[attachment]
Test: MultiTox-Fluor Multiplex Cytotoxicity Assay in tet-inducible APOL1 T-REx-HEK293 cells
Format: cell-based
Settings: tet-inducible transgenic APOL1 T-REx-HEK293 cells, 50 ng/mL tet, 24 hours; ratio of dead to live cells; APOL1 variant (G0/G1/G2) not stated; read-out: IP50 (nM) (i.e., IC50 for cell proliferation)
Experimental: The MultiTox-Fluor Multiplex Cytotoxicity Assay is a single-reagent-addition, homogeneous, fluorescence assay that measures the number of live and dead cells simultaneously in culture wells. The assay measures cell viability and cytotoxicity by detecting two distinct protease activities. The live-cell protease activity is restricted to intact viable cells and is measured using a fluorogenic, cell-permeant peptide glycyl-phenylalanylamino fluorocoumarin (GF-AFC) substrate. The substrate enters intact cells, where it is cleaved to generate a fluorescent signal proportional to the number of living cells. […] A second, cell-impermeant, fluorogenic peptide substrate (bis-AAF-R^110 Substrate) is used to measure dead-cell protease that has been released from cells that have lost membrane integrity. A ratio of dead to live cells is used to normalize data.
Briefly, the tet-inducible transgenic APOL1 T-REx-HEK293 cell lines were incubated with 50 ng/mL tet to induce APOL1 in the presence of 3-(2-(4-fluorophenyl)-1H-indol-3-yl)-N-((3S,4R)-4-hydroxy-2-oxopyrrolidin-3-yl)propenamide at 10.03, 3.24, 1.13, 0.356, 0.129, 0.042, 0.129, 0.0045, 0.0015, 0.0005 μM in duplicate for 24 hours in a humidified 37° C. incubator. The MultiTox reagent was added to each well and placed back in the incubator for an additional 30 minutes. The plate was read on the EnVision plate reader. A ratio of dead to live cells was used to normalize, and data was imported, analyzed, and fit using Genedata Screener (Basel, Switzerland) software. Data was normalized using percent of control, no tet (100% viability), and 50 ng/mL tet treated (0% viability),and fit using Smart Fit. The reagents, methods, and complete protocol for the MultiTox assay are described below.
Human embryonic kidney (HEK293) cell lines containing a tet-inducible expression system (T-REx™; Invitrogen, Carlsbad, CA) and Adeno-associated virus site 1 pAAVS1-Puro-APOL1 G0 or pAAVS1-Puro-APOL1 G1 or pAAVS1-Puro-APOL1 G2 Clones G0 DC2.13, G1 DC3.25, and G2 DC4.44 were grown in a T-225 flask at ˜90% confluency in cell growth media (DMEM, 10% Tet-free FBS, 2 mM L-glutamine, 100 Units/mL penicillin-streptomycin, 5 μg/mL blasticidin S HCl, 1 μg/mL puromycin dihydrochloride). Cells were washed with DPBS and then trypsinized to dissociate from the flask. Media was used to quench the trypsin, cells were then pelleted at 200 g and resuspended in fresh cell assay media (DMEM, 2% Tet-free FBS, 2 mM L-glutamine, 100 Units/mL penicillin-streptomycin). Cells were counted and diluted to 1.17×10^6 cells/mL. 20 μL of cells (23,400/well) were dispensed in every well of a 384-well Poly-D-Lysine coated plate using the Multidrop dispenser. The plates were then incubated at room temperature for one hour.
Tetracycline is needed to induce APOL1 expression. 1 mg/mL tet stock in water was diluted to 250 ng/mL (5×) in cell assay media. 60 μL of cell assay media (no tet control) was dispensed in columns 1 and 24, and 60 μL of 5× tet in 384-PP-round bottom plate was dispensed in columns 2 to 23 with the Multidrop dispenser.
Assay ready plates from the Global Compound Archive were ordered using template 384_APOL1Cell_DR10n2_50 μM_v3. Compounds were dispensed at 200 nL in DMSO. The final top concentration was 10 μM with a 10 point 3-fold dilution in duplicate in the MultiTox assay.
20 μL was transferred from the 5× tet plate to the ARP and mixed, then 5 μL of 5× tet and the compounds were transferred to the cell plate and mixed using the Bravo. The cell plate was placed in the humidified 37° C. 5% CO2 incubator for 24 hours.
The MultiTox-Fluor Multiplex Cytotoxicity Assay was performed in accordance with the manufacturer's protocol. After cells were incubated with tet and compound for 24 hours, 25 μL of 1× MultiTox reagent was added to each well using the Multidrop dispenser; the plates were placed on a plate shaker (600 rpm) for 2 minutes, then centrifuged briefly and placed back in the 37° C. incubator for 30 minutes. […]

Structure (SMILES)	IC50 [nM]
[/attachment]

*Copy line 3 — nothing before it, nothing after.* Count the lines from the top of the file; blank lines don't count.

Settings: tet-inducible transgenic APOL1 T-REx-HEK293 cells, 50 ng/mL tet, 24 hours; ratio of dead to live cells; APOL1 variant (G0/G1/G2) not stated; read-out: IP50 (nM) (i.e., IC50 for cell proliferation)